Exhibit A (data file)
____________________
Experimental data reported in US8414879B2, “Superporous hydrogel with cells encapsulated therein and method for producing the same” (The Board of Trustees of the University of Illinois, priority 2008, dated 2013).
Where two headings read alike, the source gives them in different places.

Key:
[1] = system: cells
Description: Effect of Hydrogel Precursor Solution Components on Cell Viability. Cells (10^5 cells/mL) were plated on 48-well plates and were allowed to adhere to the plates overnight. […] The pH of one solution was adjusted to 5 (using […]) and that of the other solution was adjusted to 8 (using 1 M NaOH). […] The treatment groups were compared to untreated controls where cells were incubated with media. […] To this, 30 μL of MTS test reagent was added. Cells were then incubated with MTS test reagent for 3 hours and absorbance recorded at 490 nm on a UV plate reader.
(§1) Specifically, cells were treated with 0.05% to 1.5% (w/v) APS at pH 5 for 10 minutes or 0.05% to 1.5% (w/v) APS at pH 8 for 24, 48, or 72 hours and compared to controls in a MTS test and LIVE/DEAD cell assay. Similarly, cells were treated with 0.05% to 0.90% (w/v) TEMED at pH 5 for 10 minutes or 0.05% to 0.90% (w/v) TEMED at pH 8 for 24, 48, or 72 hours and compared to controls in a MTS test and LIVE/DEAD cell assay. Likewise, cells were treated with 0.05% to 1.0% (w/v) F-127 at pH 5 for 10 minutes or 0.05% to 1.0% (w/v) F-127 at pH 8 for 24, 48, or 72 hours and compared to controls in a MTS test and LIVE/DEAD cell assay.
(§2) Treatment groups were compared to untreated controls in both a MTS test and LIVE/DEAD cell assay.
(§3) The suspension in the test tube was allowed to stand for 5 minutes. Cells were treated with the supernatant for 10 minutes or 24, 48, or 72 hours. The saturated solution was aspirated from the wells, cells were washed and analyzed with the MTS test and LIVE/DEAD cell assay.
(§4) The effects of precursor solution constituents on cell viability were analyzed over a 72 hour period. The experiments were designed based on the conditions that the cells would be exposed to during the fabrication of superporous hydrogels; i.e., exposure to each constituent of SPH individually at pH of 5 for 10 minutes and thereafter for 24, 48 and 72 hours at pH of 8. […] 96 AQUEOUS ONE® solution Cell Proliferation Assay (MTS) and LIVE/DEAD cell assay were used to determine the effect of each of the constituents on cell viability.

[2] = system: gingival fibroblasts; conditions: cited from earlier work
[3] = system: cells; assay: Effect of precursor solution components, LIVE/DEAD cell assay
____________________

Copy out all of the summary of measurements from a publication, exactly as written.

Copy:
Experimental data reported in US8414879B2, “Superporous hydrogel with cells encapsulated therein and method for producing the same” (The Board of Trustees of the University of Illinois, priority 2008, dated 2013).
Where two headings read alike, the source gives them in different places.

Key:
[1] = system: cells
Description: Effect of Hydrogel Precursor Solution Components on Cell Viability. Cells (10^5 cells/mL) were plated on 48-well plates and were allowed to adhere to the plates overnight. […] The pH of one solution was adjusted to 5 (using […]) and that of the other solution was adjusted to 8 (using 1 M NaOH). […] The treatment groups were compared to untreated controls where cells were incubated with media. […] To this, 30 μL of MTS test reagent was added. Cells were then incubated with MTS test reagent for 3 hours and absorbance recorded at 490 nm on a UV plate reader.
(§1) Specifically, cells were treated with 0.05% to 1.5% (w/v) APS at pH 5 for 10 minutes or 0.05% to 1.5% (w/v) APS at pH 8 for 24, 48, or 72 hours and compared to controls in a MTS test and LIVE/DEAD cell assay. Similarly, cells were treated with 0.05% to 0.90% (w/v) TEMED at pH 5 for 10 minutes or 0.05% to 0.90% (w/v) TEMED at pH 8 for 24, 48, or 72 hours and compared to controls in a MTS test and LIVE/DEAD cell assay. Likewise, cells were treated with 0.05% to 1.0% (w/v) F-127 at pH 5 for 10 minutes or 0.05% to 1.0% (w/v) F-127 at pH 8 for 24, 48, or 72 hours and compared to controls in a MTS test and LIVE/DEAD cell assay.
(§2) Treatment groups were compared to untreated controls in both a MTS test and LIVE/DEAD cell assay.
(§3) The suspension in the test tube was allowed to stand for 5 minutes. Cells were treated with the supernatant for 10 minutes or 24, 48, or 72 hours. The saturated solution was aspirated from the wells, cells were washed and analyzed with the MTS test and LIVE/DEAD cell assay.
(§4) The effects of precursor solution constituents on cell viability were analyzed over a 72 hour period. The experiments were designed based on the conditions that the cells would be exposed to during the fabrication of superporous hydrogels; i.e., exposure to each constituent of SPH individually at pH of 5 for 10 minutes and thereafter for 24, 48 and 72 hours at pH of 8. […] 96 AQUEOUS ONE® solution Cell Proliferation Assay (MTS) and LIVE/DEAD cell assay were used to determine the effect of each of the constituents on cell viability.

[2] = system: gingival fibroblasts; conditions: cited from earlier work
[3] = system: cells; assay: Effect of precursor solution components, LIVE/DEAD cell assay